Landry, Robert J.
Bob’s spirit approaches the shimmering pearly gate where a man emitting a glowing aura sits behind a desk. Opening a drawer with his right hand and pulling out a paper, St. Peter says, “We’ve been expecting you, Bob. I’ve got the basics here from your obituary.”
Robert J. Landry, 82, of Moodus, passed away at his home surrounded by his family on Tuesday April 28, 2020. Robert (Bob) is survived by his loving wife of 56 years, Lucille [Couture] Landry, and three children Sue Kocsis, her husband Bruce, John, his wife Karen and Mike, his wife Rebecca. Before his marriage, he was a member of the United States Air Force and Marine Corp. Shortly after his marriage on June 1,1963, Bob moved from Biddeford, Maine to Connecticut to begin his career with Pratt & Whitney where he worked for over 25 years. While raising his own children, he often coached and umpired youth baseball and softball and never failed to attend his children’s and, later, grandchildren’s games and events. Bob was an avid life-long fan of the Boston, Milwaukee and present Atlanta Braves. He loved to build things with his hands and often added significant additions to his homes by himself. He was an active member, leader and mentor in Alcoholic’s Anonymous. After his retirement in 1992, Bob began his hobbies and volunteerism in earnest. He took up model ship building and painting and hand-crafting custom pen and pencil sets. He played an active role in St. Bridget of Kildare where he helped to map out their cemetery and he was a driver for Meals on Wheels.
Bob played an active and meaningful role in the lives of his beloved grandchildren, Erik, Val, Marissa, Cassandra, Rita, and Stephen.
The surviving Landry family members would like to thank all the healthcare heroes of Middlesex Hospice Care for their professional support and loving care in assisting Bob on to a better place. A special thanks to, Nadege Viruet. Even in the darkest hour, the sun can shine. The Landry family was blessed to have a retired nurse and a silky voiced angel help care for Dad and befriend Lucille in the final months of Bob’s life. No words can express our gratitude, simply put, you are the best.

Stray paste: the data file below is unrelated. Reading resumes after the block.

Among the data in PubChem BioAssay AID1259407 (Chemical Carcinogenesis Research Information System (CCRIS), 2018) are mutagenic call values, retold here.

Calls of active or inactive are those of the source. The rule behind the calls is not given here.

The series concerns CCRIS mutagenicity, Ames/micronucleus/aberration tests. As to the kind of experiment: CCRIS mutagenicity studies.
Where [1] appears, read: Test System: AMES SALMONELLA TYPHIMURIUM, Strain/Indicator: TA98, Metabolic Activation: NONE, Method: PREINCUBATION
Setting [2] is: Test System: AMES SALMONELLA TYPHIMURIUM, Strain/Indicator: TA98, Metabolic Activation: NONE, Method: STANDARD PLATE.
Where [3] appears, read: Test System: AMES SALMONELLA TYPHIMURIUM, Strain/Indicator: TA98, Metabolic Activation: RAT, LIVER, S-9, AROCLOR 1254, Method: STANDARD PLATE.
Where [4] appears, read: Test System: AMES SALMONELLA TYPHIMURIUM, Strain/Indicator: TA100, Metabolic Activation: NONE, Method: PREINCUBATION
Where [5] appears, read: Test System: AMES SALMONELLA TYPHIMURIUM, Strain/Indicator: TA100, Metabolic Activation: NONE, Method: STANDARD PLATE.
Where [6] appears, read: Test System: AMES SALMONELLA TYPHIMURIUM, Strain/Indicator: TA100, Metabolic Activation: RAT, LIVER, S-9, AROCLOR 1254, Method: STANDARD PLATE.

In place of flowers, it was Bob’s wish for contributions to be made to the Veterans of Foreign Wars, https://heroes.vfw.org/page/21776/donate/1?ea.tracking.id=homepage. Funeral service will be private and at the convenience of the family.
“Well,” continues St. Peter, “what can anyone really learn about another from a paper resume? I mean 56 years of devoted marriage to the same woman, impressive. And . . . I’m sure you never gave her a hard time?” St. Peter glances at Bob’s spirit which is shuffling nervously. “I see,” mumbles St. Peter. “This should be easily resolved with an audit. A few interviews with the people that knew you best. Simple matter really, nothing to worry yourself over.”
St. Peter: So, Sue, as the oldest child of Lucille and Bob, what did your father mean to you?